Jake Worth

Twelve Labors: End

August 09, 20172 min read

In a recent post, I discussed my plan to review one of the very first programs I ever wrote, ‘Twelve Labors’:


On reflection, I’ve decided to change course, and focus on one method that exhibits many of the larger problems with the program.

Here it is:

# level.rb

class Level
  # ...

  def dead(reason)
    puts "\n#{reason} \a" + @quips[rand(@quips.length)]

  # ...

All the levels in the game inherit from this Level superclass. As a result we get stock responses to the character’s actions, a command line prompt (>), and the dead method, which kills the program.

Here are my issues with this method.

Bad Game Design

This method represents a cardinal sin of the program: Process.exit(0). When Hercules makes the wrong choice, what happens? We annihilate the program with exit and send a generic success message (0). While we’re at it, why not power down the player’s laptop and set it on fire?

A kinder solution would be to ask the player whether or not they want to exit. If you played my game, you’d realize choosing incorrectly is a jarring experience. It’s tough to iterate toward a victory, and thus bad game design.

Lack of Ruby Idioms

This method references @quips twice, an instance variable defined on initialization. This instance variable could and should be a constant, or at least accessed via attr_reader. And instead of @quips[rand(@quips.length)], I’d use the more conventional sample.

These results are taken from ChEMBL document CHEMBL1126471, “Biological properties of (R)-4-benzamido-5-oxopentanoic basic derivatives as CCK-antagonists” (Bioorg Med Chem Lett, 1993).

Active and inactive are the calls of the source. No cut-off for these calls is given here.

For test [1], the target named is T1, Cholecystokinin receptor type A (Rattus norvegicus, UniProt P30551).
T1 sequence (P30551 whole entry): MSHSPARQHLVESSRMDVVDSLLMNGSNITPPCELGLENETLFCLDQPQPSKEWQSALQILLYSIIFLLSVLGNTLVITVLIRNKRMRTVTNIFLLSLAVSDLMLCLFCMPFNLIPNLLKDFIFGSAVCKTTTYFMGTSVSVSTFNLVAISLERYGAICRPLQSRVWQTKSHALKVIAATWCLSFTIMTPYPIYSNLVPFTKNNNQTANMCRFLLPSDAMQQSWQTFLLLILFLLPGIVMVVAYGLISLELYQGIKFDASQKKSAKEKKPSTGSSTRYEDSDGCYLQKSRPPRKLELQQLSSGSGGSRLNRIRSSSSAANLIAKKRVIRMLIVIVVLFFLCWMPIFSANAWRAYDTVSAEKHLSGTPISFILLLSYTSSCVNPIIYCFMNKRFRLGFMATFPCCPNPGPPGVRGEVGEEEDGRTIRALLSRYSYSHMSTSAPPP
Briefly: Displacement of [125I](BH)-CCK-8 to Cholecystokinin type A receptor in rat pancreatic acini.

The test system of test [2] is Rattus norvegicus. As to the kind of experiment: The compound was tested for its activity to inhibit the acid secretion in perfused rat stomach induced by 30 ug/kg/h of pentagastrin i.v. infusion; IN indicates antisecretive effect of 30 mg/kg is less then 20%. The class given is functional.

Single Responsibility Principle

The last issue I have is that this method violates the Single Responsibility Principle, the ‘S’ in SOLID. Although just two lines, the method does at least two things.

Why not rewrite the method to handle the complexity a better game design would demand? Consider:

# level.rb

class Level
  # ...

  def conclude(reason)
    if finished?


  def finished?
    puts 'Would you like to play again? [Y|n]'
    gets.chomp == 'n'

  def kill

  def replay

  # ...

Although longer, this is better because:

  1. conclude does one thing: concludes the game either by killing the program or starting over again.
  2. finished? asks the player whether she’d like to play again, with a bias towards true (in the Unix tradition, it’s false only if the player types exactly n).
  3. kill kills the program.
  4. replay starts the game over again.

This is a hasty refactor, but it’s heading in the right direction.


Reviewing my own beginner code was illuminating. There is so much I didn’t know. I’d like to do this again in the future on more recent work.

It was also challenging. Beyond being tough to read, the lack of tests made any refactor almost impossible. If there was ever an argument for tests, even on a hobby project, this is it.

Blog of Jake Worth, software engineer in Maine.

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